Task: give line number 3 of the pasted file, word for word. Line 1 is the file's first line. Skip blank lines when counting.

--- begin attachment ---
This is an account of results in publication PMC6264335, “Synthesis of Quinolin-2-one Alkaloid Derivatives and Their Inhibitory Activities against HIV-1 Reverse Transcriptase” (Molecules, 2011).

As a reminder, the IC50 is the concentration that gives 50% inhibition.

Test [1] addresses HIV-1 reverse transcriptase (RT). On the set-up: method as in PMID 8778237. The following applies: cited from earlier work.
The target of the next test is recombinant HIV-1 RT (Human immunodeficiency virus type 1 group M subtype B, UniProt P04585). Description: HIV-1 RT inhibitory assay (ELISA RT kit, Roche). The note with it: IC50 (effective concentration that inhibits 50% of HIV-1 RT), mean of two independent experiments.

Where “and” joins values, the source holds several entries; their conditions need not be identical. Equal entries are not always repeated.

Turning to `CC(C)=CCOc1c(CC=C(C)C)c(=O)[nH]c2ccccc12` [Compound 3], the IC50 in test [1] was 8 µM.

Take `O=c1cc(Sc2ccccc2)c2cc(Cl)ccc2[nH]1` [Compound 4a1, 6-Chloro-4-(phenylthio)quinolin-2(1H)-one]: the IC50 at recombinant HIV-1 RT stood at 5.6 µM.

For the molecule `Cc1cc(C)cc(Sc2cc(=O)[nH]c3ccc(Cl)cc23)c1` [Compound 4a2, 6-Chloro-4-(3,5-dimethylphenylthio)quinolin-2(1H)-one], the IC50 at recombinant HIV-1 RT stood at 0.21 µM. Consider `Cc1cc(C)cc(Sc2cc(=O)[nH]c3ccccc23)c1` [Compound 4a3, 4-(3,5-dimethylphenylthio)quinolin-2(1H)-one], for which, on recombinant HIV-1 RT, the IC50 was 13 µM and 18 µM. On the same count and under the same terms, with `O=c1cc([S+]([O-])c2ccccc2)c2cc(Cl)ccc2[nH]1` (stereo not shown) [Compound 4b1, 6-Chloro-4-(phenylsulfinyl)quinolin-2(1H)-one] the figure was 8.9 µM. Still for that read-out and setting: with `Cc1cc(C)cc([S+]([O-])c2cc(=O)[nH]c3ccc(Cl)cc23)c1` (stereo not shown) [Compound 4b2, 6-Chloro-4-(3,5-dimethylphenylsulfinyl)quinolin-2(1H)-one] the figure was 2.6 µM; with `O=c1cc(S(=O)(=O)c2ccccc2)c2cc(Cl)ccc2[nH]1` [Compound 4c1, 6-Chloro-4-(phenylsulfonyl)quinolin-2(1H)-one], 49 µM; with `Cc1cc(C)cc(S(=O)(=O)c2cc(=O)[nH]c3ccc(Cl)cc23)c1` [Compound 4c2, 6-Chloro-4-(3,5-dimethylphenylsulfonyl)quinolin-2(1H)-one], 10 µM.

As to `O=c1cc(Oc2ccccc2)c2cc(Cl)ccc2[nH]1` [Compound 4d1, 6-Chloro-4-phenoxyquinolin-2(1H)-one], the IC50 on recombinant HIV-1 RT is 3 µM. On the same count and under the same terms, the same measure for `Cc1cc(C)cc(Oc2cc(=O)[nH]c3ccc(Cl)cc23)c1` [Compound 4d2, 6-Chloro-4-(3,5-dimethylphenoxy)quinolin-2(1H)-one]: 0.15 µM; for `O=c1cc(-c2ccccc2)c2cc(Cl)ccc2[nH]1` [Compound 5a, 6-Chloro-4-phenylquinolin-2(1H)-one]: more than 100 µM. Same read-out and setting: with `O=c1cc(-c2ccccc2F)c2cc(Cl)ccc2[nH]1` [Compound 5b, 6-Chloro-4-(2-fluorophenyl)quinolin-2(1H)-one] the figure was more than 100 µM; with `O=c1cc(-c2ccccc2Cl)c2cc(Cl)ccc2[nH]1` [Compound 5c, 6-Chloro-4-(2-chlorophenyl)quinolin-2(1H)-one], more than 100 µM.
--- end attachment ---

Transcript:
Test [1] addresses HIV-1 reverse transcriptase (RT). On the set-up: method as in PMID 8778237. The following applies: cited from earlier work.